Since it was not customary for a righteous Jew to take the direct route to Bethlehem through Samaria, Joseph and Mary probably went by way of the Jordan Valley. Riding a donkey for eighty miles over rough terrain is difficult for anyone but seems virtually impossible for a woman in an advanced stage of pregnancy.

Since God was in control and had predetermined that Jesus would be born in a small cave, which was used as a stable, in the city of Bethlehem, He gave them strength and endurance for the journey. In those days, stables were often under a deep outcropping of rock or in small caves. Sadly, this is where Joseph and Mary had to spend the night because there was no room in the inn. A trough, which was a long open box used for cattle and horses to eat from, was used for the manger.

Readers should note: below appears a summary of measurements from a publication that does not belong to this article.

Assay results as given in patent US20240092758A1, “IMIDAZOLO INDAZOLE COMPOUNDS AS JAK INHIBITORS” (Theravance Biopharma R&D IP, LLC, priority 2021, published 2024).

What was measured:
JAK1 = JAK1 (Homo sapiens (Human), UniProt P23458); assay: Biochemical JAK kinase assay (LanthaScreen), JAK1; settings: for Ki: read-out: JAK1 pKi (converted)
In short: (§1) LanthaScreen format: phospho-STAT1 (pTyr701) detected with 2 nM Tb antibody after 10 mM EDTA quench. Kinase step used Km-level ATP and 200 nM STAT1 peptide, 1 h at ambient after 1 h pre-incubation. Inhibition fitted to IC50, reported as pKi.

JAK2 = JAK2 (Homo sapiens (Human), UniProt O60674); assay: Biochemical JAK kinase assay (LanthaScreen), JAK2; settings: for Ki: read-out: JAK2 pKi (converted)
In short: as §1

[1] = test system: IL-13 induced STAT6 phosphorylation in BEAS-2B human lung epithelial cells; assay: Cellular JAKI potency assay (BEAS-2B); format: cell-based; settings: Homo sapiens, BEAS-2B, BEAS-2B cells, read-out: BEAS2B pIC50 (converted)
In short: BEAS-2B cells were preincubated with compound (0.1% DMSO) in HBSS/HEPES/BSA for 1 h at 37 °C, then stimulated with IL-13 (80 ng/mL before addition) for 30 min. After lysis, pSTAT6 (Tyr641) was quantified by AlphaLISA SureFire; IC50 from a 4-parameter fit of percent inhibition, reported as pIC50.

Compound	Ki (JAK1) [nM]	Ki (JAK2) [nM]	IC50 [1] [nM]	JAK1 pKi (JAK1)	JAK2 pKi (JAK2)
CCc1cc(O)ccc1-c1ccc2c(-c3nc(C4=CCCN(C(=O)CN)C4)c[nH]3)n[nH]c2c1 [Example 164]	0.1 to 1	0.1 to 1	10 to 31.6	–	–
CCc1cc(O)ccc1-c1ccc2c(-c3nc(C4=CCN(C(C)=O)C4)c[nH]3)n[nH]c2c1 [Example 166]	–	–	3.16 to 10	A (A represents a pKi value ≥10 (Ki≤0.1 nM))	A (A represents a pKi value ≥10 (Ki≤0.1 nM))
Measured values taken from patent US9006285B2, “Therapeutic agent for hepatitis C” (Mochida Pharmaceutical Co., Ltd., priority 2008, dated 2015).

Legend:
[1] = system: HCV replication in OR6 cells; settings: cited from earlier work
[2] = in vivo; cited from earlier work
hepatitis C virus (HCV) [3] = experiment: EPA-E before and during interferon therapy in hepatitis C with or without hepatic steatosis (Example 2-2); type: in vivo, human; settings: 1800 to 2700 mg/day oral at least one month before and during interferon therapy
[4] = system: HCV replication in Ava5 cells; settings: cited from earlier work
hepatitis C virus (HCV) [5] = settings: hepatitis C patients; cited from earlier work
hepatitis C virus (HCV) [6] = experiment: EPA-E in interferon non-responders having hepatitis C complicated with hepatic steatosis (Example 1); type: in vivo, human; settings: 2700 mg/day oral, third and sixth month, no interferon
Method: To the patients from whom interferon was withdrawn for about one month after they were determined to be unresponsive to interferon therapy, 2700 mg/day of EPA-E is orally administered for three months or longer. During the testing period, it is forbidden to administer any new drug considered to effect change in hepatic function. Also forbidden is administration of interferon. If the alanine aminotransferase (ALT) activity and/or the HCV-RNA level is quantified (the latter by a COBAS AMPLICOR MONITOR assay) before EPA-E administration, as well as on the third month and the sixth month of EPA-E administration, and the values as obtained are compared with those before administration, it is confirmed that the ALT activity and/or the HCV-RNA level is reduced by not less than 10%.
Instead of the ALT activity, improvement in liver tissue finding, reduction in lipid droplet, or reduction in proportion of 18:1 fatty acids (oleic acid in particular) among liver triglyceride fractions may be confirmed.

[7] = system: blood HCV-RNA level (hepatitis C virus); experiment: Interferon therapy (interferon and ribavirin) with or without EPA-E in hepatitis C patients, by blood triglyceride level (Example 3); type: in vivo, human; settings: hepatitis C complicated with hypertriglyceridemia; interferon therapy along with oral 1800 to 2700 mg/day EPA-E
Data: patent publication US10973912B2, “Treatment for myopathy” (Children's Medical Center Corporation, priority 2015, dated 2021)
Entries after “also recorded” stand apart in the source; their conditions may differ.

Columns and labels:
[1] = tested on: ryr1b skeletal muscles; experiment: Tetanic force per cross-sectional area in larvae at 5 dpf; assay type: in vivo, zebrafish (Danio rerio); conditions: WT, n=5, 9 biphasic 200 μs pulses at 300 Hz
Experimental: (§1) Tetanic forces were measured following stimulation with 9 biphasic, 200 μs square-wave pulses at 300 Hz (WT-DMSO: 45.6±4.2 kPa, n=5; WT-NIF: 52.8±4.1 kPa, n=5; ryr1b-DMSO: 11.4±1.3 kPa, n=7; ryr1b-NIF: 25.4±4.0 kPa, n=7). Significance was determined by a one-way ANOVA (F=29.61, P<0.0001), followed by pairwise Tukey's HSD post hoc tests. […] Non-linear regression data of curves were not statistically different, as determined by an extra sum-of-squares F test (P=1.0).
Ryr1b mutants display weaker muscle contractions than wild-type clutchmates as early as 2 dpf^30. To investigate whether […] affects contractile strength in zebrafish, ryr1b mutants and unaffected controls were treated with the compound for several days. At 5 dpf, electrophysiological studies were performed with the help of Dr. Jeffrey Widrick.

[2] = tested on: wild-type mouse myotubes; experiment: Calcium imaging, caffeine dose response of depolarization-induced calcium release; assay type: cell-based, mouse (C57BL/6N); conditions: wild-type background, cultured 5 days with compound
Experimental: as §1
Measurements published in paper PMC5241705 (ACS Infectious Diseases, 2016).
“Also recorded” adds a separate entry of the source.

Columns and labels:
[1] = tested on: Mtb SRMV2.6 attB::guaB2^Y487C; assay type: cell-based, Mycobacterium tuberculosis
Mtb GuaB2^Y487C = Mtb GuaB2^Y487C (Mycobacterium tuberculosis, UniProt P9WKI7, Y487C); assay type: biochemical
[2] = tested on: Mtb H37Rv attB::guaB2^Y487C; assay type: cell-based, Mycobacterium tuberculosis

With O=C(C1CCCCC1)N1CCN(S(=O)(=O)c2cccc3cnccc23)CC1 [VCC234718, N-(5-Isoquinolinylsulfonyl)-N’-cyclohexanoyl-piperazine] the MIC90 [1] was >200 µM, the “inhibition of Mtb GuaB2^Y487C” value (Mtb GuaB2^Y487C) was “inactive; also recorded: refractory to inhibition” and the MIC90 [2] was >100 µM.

We may be wondering about the relationship between Joseph and Mary. In Luke’s chapter two narrative, the King James translation calls Mary “his espoused wife”; this term may be more familiar to some people. The New Kings James translation calls Mary “his betrothed wife,” whereas the New American Standard Bible translation states that Joseph was engaged to Mary. The Greek word is “emnesteumene,” which means “betrothed.”

Yet, we recall Matthew saying that Joseph took Mary as his wife. Has Luke made a mistake? No, it appears that Luke is making a point. The wedding ceremony did take place, and Mary became his legal wife, but the marriage was not fully consummated. We recall Matthew stating that Joseph did not have sexual contact with Mary until after the birth of Jesus. Marriage is not ultimately completed until there is a physical union between the man and woman. Thus, Luke made an essential point by referring to the relationship as a betrothal. We should not let this special emphasis pass without notice.